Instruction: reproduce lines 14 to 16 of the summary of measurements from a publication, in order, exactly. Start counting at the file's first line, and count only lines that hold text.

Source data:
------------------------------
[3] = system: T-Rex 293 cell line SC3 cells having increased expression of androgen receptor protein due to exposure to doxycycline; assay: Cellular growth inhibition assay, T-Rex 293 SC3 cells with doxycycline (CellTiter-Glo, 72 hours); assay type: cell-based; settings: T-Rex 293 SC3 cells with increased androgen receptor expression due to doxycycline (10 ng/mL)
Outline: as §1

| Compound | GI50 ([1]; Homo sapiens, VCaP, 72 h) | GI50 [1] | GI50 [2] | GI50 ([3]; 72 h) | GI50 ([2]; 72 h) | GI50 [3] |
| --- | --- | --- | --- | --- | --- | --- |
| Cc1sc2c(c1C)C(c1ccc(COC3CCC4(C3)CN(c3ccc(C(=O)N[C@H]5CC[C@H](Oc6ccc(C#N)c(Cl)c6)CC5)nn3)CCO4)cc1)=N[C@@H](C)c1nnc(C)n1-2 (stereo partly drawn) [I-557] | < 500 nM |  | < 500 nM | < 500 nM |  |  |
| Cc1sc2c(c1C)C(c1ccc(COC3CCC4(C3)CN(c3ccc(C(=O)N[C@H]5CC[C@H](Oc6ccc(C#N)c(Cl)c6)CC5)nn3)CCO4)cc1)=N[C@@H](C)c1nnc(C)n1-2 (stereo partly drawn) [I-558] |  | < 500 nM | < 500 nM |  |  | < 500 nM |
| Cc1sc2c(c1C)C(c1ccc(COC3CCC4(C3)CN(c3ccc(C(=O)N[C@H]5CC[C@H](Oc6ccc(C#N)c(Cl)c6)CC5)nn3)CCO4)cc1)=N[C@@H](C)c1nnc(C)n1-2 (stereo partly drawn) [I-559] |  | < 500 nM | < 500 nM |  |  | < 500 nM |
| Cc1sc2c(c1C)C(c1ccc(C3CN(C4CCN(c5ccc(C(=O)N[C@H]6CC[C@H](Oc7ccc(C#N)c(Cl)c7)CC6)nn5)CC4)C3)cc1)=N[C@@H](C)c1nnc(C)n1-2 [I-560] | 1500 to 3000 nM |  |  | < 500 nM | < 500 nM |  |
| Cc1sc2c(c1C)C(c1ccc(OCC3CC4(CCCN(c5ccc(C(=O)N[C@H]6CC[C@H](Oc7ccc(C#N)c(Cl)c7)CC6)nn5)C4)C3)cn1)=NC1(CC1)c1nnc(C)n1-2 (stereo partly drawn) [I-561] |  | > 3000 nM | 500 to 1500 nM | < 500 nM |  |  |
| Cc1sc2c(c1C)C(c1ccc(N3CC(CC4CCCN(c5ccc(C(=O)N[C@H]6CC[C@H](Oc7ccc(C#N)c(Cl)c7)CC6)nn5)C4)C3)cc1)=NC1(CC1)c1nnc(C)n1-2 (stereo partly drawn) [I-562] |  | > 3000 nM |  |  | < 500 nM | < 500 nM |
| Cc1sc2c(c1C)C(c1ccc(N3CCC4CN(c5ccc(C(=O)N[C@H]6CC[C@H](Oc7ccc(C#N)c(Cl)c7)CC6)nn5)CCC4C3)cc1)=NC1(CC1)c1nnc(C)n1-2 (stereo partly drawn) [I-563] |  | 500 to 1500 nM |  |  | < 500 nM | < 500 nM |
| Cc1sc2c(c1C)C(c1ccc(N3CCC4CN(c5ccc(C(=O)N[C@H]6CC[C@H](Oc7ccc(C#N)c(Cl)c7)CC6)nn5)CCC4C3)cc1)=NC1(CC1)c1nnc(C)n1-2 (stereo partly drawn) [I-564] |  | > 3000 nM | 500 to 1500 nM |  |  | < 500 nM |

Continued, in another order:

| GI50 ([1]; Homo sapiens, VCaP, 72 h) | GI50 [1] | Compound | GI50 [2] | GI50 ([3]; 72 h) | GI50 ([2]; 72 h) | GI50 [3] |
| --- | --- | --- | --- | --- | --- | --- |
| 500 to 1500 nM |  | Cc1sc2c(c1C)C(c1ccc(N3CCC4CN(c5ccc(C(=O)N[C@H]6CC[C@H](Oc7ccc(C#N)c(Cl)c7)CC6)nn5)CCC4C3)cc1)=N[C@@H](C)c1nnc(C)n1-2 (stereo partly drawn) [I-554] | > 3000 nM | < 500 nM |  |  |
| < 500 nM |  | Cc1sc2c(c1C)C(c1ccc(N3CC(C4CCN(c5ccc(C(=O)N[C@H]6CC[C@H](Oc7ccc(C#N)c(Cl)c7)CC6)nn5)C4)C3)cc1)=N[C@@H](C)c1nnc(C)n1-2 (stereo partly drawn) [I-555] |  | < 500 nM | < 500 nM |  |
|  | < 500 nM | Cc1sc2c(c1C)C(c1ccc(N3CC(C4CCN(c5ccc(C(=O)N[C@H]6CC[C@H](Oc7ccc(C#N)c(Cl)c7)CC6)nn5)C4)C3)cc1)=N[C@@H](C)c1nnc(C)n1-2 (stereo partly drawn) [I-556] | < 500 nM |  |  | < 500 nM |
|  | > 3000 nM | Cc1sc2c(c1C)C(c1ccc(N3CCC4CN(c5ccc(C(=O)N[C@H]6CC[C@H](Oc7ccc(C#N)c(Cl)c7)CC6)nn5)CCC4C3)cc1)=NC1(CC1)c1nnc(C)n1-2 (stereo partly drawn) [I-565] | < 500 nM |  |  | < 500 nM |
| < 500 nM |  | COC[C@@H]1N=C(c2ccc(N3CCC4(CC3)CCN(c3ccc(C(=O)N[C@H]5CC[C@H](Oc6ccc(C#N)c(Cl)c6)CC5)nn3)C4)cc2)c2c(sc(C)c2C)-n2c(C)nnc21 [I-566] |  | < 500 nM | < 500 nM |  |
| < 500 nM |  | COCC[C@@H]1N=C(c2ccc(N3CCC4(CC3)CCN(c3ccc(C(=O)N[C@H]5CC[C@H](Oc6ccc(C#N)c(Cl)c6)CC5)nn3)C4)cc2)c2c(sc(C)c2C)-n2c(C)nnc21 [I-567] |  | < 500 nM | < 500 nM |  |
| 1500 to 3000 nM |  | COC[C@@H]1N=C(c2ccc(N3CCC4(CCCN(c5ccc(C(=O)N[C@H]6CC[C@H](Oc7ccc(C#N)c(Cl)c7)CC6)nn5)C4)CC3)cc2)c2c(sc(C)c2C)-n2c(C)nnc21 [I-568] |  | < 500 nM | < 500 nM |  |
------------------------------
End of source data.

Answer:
| GI50 ([1]; Homo sapiens, VCaP, 72 h) | GI50 [1] | Compound | GI50 [2] | GI50 ([3]; 72 h) | GI50 ([2]; 72 h) | GI50 [3] |
| --- | --- | --- | --- | --- | --- | --- |
| 500 to 1500 nM |  | Cc1sc2c(c1C)C(c1ccc(N3CCC4CN(c5ccc(C(=O)N[C@H]6CC[C@H](Oc7ccc(C#N)c(Cl)c7)CC6)nn5)CCC4C3)cc1)=N[C@@H](C)c1nnc(C)n1-2 (stereo partly drawn) [I-554] | > 3000 nM | < 500 nM |  |  |